The extra time off is called ‘Jokertage’ (joker days). It means that students can be absent from classes for two days per school year – without having to give any reasons.

“Parents do not have to apply for this absence,” the canton says. “It is sufficient to inform the teacher or the school management.”

If a half day is taken, it counts as a full day, and unused extra days can’t be carried over to the next school year.


An empty classroom. Image by WOKANDAPIX from Pixabay

“The school communities have the right to refuse the use of extra days on certain school occasions – these include, for example, visiting days or sports days,” says the canton.

If parents want to take their child out of school at other times (not including sickness), Zurich says there need to be “important reasons” for the absence.

These include things like preparation for important cultural or sporting events, trial apprenticeships or “extraordinary events in the personal environment of the students”.

“The school administration is required to consider personal, family and school circumstances when approving exemptions,” says the canton.

What’s the situation in other parts of Switzerland?

The cantons of Thurgau and Appenzell Ausserrhoden also have two ‘wildcard’ days available for kids, reports Blick. However, in Thurgau all absences, whether excused or not, are noted on children’s report cards.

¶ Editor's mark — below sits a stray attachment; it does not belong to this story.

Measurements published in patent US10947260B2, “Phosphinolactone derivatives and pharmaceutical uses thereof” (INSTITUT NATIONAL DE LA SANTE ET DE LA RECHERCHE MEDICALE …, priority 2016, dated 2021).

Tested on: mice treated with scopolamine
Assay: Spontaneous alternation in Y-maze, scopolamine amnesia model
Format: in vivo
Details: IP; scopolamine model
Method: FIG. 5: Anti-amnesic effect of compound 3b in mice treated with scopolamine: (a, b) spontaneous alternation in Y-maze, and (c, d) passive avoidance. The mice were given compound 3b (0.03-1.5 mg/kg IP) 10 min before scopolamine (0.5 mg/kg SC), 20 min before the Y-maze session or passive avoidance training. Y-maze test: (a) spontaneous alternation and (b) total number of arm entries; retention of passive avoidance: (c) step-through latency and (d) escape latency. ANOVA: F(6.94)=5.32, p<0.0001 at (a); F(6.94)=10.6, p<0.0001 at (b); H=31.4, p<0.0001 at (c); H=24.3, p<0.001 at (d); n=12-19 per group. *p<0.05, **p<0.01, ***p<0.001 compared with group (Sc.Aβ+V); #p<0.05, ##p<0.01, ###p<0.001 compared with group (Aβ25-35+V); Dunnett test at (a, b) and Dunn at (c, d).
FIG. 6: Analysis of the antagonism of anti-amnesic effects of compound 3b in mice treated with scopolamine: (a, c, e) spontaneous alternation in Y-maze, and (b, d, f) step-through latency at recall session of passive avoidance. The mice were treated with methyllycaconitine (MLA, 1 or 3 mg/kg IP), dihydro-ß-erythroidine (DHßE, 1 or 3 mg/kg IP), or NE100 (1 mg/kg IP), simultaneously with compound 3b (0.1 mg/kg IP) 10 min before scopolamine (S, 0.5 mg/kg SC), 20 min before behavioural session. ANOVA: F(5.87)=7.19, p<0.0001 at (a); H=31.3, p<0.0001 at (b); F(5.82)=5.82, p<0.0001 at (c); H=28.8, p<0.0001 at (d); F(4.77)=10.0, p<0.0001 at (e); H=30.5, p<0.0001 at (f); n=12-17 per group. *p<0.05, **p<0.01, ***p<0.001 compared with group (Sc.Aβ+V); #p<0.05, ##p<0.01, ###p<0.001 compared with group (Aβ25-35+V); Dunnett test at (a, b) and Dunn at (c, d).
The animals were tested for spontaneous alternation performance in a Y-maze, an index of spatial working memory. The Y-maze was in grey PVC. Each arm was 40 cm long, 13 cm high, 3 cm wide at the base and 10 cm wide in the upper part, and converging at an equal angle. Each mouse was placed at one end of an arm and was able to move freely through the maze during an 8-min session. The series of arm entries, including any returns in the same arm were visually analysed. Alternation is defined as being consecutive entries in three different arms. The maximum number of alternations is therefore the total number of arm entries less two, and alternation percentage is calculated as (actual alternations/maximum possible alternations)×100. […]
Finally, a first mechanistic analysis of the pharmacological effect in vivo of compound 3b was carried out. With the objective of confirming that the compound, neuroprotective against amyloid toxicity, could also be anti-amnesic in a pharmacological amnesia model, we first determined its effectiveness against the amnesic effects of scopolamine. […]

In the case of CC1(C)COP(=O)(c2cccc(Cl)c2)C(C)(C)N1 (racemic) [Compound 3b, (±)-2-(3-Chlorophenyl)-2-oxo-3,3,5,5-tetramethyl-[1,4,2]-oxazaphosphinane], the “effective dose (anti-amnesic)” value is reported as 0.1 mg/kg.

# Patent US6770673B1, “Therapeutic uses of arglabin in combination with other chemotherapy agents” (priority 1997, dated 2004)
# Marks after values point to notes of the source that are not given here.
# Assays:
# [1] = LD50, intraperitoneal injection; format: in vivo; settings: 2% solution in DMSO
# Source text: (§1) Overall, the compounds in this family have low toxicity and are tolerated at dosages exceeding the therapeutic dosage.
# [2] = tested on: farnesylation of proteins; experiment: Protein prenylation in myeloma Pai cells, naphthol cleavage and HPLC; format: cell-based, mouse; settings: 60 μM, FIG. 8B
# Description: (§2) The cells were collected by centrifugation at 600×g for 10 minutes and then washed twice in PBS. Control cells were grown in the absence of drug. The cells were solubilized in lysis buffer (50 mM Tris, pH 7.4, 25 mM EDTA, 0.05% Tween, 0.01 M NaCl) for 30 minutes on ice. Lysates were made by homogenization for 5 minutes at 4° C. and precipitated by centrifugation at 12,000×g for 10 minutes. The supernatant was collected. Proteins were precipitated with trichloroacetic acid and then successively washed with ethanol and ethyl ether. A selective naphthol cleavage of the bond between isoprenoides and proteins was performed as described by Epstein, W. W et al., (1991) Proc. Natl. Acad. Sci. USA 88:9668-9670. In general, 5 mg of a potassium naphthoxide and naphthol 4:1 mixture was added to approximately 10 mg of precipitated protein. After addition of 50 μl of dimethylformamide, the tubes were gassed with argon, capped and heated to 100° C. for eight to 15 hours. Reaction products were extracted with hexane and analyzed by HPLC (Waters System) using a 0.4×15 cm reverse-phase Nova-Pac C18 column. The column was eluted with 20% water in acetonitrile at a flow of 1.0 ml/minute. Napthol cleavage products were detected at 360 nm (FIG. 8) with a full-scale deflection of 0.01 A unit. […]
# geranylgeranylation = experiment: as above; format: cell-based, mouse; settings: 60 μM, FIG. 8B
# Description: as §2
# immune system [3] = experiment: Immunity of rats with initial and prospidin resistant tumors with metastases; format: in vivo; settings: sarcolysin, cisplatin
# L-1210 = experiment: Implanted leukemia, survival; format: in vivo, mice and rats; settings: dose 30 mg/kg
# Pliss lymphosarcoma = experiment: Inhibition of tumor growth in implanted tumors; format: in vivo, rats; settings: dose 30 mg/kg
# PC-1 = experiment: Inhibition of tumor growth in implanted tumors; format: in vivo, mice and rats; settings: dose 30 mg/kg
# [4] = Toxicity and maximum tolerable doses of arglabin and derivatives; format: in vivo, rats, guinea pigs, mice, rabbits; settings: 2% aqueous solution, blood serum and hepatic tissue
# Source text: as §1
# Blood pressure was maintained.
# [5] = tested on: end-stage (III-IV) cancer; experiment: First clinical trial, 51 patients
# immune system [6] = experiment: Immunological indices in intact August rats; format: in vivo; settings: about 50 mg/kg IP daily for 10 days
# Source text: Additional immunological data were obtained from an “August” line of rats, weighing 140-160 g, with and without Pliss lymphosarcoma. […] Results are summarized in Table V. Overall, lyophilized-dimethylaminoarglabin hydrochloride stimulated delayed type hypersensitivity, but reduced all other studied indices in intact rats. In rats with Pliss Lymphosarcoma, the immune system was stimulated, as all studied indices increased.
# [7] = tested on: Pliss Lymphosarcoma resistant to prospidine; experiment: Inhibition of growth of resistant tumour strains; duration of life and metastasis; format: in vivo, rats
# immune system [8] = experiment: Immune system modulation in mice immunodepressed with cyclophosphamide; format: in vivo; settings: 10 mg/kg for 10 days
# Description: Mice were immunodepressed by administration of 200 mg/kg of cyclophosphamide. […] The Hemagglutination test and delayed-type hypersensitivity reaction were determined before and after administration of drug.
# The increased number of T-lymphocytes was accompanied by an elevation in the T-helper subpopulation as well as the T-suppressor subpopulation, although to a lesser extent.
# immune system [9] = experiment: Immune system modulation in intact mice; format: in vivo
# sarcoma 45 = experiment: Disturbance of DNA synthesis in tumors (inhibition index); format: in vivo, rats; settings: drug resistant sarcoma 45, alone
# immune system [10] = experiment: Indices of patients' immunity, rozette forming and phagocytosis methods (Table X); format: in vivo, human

Bern allows pupils five additional half-days. They can be registered with the class teacher in advance without having to give a reason.

In the canton of St. Gallen, there are only two extra half days available for kids. But in the city of St. Gallen, no additional vacation extensions are permitted. According to the city, requests for this are rejected. For each missed school day without a valid reason, parents have to pay 200 francs per school half-day, which increases to 1,000 francs if it happens repeatedly. 

READ MORE: 5 things you never knew about Switzerland’s school system

In Aargau, a half-day off is allowed per school year. If children are absent from school for more than three days without an excuse, they face the highest fine for these kinds of cases in Switzerland: 600 to 1,000 francs per day, and 1,000 to 2,000 francs in repeated cases, as well as a criminal charge in extreme situations. 

Although there are no special days off for children in the canton of Solothurn, parents can submit requests for vacation extensions. But fines of up to 1,000 francs can be imposed for truancy.

In Geneva, parents have to send a request to the school at least 15 days in advance stating the reasons for the planned absence, which can be granted or refused. The canton says that unexcused absences or absences for which the reason is not recognised as valid “may result in pedagogical intervention or disciplinary action”. Families can also face fines. 

The canton of Vaud says that requests for leave of absence during school time “must be made in writing to the school management, stating the reasons for the request”. However, education authorities point out that reasons of “personal convenience do not justify the granting of individual leave, unless an exceptional request is duly justified”.

In Basel-City, schools recognise extended family vacations. In kindergarten, up to five extra days off per school year are possible, in primary and secondary school two days per school year. Parents have to inform the school, but don’t need to provide further justification. 

Please note that this article, as with all our articles, is a guide only and if you are considering taking your child out of school during term time, the best thing to do is check the rules in the area where you live and talk to the school management.